Healthy Land and Water teams up with the local community in an attempt to protect the endangered carronia vine and pink underwing moth.
In partnership with Sunshine Coast Regional Council and the National Landcare Program, Healthy Land and Water launched the Carronia Vine Restoration project in 2017 within a section of the Cahill’s Scrub Bushland Reserve on the Sunshine Coast.
Since then, project leaders and local bushcare group, the Friends of Cahill’s Scrub (FOCS), have been working tirelessly to protect and improve the natural regeneration of the threatened carronia vine, a native climber that acts as a food source and supports the breeding grounds for the rare and endangered pink underwing moth.
The endangered carronia vine is a large woody climber endemic to Queensland that grows in deep soils made up of basalt or granite. Originally found in only three small rainforest patches in the Cairns region, the vine has become more widespread reaching as far south as the Sunshine Coast yet faces ongoing threats of disturbance and habitat loss.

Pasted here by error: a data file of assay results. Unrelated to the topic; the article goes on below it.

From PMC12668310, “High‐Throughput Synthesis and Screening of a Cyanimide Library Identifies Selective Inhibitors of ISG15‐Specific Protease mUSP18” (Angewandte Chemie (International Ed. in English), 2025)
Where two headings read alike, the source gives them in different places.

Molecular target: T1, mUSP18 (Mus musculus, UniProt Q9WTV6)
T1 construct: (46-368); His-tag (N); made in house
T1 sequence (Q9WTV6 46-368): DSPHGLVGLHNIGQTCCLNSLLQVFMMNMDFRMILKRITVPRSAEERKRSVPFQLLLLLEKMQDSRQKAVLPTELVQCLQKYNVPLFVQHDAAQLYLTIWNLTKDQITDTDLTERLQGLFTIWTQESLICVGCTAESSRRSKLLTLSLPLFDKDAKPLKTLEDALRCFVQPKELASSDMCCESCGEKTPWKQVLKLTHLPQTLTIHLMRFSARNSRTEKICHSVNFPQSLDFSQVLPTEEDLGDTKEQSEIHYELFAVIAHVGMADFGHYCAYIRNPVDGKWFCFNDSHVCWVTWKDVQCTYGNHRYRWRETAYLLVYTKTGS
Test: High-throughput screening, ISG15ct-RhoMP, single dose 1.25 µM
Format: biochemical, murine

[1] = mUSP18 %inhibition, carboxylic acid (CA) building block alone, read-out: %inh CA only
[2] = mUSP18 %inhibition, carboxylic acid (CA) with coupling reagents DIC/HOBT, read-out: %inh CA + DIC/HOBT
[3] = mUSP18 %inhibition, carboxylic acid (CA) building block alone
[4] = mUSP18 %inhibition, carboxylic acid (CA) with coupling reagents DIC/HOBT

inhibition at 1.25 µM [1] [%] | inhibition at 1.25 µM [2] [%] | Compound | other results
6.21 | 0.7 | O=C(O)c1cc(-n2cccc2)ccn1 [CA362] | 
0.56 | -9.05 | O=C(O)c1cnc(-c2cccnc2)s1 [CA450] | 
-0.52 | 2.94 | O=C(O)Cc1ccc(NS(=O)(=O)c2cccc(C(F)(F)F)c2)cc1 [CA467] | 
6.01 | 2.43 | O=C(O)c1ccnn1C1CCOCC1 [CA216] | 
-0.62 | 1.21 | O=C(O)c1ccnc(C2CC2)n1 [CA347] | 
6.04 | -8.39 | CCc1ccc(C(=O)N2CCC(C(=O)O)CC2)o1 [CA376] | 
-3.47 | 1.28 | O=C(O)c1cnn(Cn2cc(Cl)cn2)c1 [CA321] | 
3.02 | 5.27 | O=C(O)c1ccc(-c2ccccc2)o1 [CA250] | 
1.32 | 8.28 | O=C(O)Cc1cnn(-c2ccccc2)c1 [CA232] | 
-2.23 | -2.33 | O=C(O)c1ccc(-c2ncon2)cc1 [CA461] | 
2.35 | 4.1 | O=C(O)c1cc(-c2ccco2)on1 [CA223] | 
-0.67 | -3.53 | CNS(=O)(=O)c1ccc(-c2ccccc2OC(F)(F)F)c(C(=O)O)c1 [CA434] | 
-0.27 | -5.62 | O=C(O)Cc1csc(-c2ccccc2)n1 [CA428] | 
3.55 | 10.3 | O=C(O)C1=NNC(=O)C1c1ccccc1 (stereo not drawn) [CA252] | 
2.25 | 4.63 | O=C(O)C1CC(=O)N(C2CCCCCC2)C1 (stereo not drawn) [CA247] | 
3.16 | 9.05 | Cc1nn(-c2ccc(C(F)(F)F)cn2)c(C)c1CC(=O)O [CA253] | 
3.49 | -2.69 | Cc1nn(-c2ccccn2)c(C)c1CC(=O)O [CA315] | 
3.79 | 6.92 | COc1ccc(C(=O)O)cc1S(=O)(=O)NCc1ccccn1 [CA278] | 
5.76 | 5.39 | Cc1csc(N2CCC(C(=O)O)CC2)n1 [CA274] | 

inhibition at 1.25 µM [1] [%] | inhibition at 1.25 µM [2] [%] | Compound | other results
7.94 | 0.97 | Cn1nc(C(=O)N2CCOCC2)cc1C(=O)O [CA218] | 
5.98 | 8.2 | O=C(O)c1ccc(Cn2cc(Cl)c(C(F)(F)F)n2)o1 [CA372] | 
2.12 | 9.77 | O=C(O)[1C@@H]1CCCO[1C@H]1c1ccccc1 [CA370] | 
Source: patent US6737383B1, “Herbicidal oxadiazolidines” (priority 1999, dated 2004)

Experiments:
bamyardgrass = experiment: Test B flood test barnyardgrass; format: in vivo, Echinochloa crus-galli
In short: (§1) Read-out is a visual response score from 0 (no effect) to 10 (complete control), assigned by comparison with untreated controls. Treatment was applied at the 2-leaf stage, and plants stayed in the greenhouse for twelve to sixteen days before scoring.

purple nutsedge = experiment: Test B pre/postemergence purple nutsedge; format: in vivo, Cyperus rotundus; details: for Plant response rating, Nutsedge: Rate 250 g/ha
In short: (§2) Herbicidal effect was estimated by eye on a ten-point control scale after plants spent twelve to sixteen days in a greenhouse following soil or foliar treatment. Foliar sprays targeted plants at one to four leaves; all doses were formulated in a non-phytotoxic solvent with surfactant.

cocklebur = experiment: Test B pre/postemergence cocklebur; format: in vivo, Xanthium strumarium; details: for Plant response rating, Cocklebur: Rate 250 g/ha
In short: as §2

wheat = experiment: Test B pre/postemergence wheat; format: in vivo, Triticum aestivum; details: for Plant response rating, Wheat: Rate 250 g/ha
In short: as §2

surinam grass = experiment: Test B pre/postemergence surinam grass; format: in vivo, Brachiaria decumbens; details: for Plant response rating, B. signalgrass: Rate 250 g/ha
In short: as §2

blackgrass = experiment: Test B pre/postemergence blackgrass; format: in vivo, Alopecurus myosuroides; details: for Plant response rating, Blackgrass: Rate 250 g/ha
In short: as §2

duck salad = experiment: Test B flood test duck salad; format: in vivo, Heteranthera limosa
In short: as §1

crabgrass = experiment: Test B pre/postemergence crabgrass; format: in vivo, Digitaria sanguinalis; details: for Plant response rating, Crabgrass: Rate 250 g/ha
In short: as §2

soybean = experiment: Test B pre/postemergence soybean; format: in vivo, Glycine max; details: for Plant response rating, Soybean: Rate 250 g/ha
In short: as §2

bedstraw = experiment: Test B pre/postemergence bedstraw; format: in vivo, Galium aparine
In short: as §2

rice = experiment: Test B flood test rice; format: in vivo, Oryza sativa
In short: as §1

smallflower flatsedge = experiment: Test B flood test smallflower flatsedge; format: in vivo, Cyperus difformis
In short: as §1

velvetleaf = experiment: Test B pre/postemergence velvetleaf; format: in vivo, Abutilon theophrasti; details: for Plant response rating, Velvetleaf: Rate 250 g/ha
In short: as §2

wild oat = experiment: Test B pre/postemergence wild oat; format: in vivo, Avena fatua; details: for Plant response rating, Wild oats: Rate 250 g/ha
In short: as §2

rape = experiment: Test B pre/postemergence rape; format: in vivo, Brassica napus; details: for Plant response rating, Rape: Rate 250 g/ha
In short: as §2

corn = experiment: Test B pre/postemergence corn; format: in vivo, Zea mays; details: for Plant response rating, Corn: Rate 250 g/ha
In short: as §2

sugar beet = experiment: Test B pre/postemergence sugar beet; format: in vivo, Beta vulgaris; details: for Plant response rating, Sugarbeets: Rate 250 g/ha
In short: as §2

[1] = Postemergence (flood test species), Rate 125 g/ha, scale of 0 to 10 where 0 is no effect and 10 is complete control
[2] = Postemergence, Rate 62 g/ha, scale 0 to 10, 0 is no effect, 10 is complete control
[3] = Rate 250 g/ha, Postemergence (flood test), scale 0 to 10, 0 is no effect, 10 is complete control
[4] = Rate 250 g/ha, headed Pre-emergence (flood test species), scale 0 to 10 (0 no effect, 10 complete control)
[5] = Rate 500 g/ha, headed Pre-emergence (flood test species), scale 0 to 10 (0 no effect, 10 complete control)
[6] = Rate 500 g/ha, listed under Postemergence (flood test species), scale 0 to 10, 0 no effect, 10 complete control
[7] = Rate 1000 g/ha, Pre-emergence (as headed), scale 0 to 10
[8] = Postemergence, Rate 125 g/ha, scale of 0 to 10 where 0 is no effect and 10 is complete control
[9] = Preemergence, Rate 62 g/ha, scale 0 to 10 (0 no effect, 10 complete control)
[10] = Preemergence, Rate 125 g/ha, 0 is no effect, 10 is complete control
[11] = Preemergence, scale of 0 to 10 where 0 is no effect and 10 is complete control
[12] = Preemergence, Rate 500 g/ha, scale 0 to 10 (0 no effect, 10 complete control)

To support the recovery of the precious vine, the restoration project has focused on removing noxious weeds from the site, repairing damaged sections of the habitat caused by illegal dumping, and revegetating the reserve with local native rainforest species.
Additionally, the project has attempted to increase the population numbers of the pink underwing moth since known numbers of the species have declined since it was first identified in 1973. Habitat loss and weed infestation has been the cause behind the species’ rarity, elusiveness and endangerment.
Nowadays, the moth is occasionally found in tiny pockets of lowland subtropical rainforest in northern New South Wales and South East Queensland. Maturing larvae can be easily spotted thanks to their intimidating head display which is used to ward off predators, while fully matured moths are recognisable by their bright pink wing spots.
Ongoing selective weed control and the maintenance of habitat values of the ecological community has been a testament to FOCS’s endless devotion to safeguarding and enhancing a precious section of South East Queensland’s subtropical rainforest.
Once the project was completed in May 2018, FOCS and Sunshine Coast regional Council organised a community field day to highlight achievements, encourage future involvement in restoration projects and raise awareness of the importance of protecting and improving our natural environment.